Some residents of Trump Place in New York are so ashamed of living in an apartment complex that bears the name of the Republican presidential candidate that they’ve petitioned to get it removed.
According to a recent article in The New York Times, removing all traces of Trump’s name from Trump Place would not be as easy as pulling the letters off the buildings — contracts have been signed, and agreements are in place.
Still, the issue is bothering many residents. Many are afraid that their friends, relatives and co-workers will identify their Trump Place address with a man who has railed against immigrants, Muslims, women, disabled people and other groups since he launched his bid for the White House last summer.
Simply put: Words matter, and some cut deeply. That’s why during these last days before U.S. presidential election, I thought it would be worthwhile to revisit some of Trump’s own words. Perhaps they will demonstrate why even living in a building with his name on the front might be unsettling.
June 16, 2015: On immigrants from Mexico: “They’re bringing drugs. They’re bringing crime. They’re rapists.”
Aug. 7, 2015: On Megyn Kelly, a Fox News anchor, after she challenged Trump at the first Republican debate over insults he has launched at women: “There was blood coming out of her eyes, blood coming out of her … wherever.”
Aug. 25, 2015: Moments before Trump ejected me from his news conference in Iowa: “Sit down, sit down, sit down. … You haven’t been called. Go back to Univision.”
July 18, 2015: On Republican Sen. John McCain, who was a prisoner of war during the Vietnam War: “He’s not a war hero. … He’s a war hero because he was captured. I like people that weren’t captured.”
Nov. 12, 2015: On his military knowledge: “I know more about ISIS than the generals do. Believe me.”
Nov. 24, 2015: After mocking/mimicking a New York Times reporter with a physical disability: “Now, the poor guy, you ought to see this guy.”
Dec. 7, 2015: On Muslims coming to the U.S.: “Donald J. Trump is calling for a total and complete shutdown of Muslims entering the United States.”
Feb. 6: On a torture technique that simulates the sensation of drowning: “I would bring back waterboarding, and I’d bring back a hell of a lot worse than waterboarding.”
Feb. 28: After being asked on CNN if he repudiated the endorsement of a former Ku Klux Klan leader: “I don’t know anything about David Duke, OK? I don’t know anything about what you’re even talking about with white supremacy or white supremacists.”
June 3: On Indiana-born Judge Gonzalo Curiel, who is presiding over a lawsuit against Trump University: “I’ve been treated very unfairly by this judge. Now, this judge is of Mexican heritage. I’m building a wall, OK? I’m building a wall.”
July 27: On hacking into Hillary Clinton’s email: “Russia, if you’re listening, I hope you’re able to find the 30,000 emails that are missing.” (His campaign later said Trump was joking.)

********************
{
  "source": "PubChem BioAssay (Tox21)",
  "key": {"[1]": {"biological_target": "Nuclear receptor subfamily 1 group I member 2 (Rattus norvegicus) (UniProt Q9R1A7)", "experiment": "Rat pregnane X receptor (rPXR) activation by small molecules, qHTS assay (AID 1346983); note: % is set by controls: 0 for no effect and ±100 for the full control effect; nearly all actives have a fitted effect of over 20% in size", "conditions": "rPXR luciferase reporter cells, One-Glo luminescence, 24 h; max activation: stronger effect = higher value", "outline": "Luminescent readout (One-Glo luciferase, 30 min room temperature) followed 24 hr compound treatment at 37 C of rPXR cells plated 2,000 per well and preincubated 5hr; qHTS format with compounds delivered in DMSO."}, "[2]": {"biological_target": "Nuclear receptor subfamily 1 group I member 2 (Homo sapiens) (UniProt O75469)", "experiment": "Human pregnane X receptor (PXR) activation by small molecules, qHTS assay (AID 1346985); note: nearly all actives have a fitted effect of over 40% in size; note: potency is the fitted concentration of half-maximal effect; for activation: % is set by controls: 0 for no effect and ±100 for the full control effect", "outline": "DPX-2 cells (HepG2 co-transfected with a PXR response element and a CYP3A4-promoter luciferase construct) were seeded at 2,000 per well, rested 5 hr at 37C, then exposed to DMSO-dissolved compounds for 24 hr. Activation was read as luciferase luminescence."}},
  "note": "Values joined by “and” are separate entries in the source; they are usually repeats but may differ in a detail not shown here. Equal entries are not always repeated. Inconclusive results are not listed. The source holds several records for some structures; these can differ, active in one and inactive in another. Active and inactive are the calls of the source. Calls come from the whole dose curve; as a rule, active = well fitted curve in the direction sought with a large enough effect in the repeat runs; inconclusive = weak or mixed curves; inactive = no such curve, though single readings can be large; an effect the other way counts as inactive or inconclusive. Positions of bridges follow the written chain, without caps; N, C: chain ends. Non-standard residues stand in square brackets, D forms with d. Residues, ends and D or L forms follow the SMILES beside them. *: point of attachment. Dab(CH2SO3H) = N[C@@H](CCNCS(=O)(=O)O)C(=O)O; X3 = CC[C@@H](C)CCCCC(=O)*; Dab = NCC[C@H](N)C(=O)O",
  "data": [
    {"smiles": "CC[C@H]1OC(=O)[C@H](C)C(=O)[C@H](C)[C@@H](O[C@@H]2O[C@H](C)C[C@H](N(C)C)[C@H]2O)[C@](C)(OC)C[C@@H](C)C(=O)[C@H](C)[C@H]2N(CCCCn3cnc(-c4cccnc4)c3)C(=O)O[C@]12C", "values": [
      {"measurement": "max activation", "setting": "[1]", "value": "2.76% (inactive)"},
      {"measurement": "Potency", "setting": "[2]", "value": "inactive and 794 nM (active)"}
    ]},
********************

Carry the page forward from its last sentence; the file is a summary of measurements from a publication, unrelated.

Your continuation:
July 30: After Khizr Khan, the father of Capt. Humayun Khan, an American soldier killed in 2004 by a suicide bomber in Iraq, criticized Trump’s proposal to ban Muslims from entering the U.S.: “If you look at his wife, she was standing there. She had nothing to say. She probably — maybe she wasn’t allowed to have anything to say. You tell me.”
Aug. 31: After his unexpected visit with Mexican President Enrique Peña Nieto: “Mexico will pay for the wall.”
Sept. 16: After years of publicly casting doubt on the birthplace of the nation’s first African-American president: “Barack Obama was born in the United States. Period.”
Sept. 26: After Clinton posited at a debate that Trump hasn’t paid federal taxes for years: “That makes me smart.”
Sept. 27: After a former Miss Universe winner from Venezuela accused Trump of mistreatment: Alicia Machado “gained a massive amount of weight, and it was a real problem.”
Oct. 7: From a video recorded aboard a bus in 2005 by “Access Hollywood”: “When you’re a star, they let you do it. You can do anything. Grab them by the pussy.”
Oct. 19: To Clinton during the third presidential debate: “Such a nasty woman.”
Oct. 20: On how he will react to election results: “I will totally accept the results of this great and historic presidential election … if I win.”
Oct. 22: On the 11 women who have publicly accused Trump of groping and sexual harassment: “Every woman lied. … All of these liars will be sued after the election is over.”
Yes, words matter.
Jorge Ramos, an Emmy Award-winning journalist, is a news anchor on Univision and the host of America With Jorge Ramos on Fusion. Originally from Mexico and now based in Florida, Ramos is the author of several best-selling books. His latest is “Take a Stand: Lessons From Rebels.”